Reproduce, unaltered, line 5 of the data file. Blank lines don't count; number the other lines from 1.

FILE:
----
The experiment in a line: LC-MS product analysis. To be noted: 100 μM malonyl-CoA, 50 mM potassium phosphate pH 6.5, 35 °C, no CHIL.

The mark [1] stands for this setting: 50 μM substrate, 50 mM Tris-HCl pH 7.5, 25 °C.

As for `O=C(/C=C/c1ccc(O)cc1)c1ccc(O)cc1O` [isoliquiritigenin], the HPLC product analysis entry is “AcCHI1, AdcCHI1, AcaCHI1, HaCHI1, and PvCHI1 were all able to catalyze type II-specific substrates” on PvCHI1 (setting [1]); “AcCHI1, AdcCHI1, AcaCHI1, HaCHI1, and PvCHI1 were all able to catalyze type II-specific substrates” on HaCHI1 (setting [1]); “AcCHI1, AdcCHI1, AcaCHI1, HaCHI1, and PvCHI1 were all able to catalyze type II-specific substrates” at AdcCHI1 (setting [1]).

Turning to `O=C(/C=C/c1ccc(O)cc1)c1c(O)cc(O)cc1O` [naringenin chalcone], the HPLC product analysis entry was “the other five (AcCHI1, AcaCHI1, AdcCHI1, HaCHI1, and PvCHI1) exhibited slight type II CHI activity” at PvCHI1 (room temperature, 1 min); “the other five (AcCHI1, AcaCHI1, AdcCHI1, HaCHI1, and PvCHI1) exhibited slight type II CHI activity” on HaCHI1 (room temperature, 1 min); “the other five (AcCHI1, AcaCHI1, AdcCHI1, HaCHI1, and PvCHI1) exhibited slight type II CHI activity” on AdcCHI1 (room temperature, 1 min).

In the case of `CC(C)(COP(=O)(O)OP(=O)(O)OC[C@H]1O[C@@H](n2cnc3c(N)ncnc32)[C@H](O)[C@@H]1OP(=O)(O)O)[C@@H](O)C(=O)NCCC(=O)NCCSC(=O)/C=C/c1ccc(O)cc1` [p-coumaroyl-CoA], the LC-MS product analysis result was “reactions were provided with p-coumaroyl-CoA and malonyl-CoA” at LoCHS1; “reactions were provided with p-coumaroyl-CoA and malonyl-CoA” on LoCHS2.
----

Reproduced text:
In the case of `CC(C)(COP(=O)(O)OP(=O)(O)OC[C@H]1O[C@@H](n2cnc3c(N)ncnc32)[C@H](O)[C@@H]1OP(=O)(O)O)[C@@H](O)C(=O)NCCC(=O)NCCSC(=O)/C=C/c1ccc(O)cc1` [p-coumaroyl-CoA], the LC-MS product analysis result was “reactions were provided with p-coumaroyl-CoA and malonyl-CoA” at LoCHS1; “reactions were provided with p-coumaroyl-CoA and malonyl-CoA” on LoCHS2.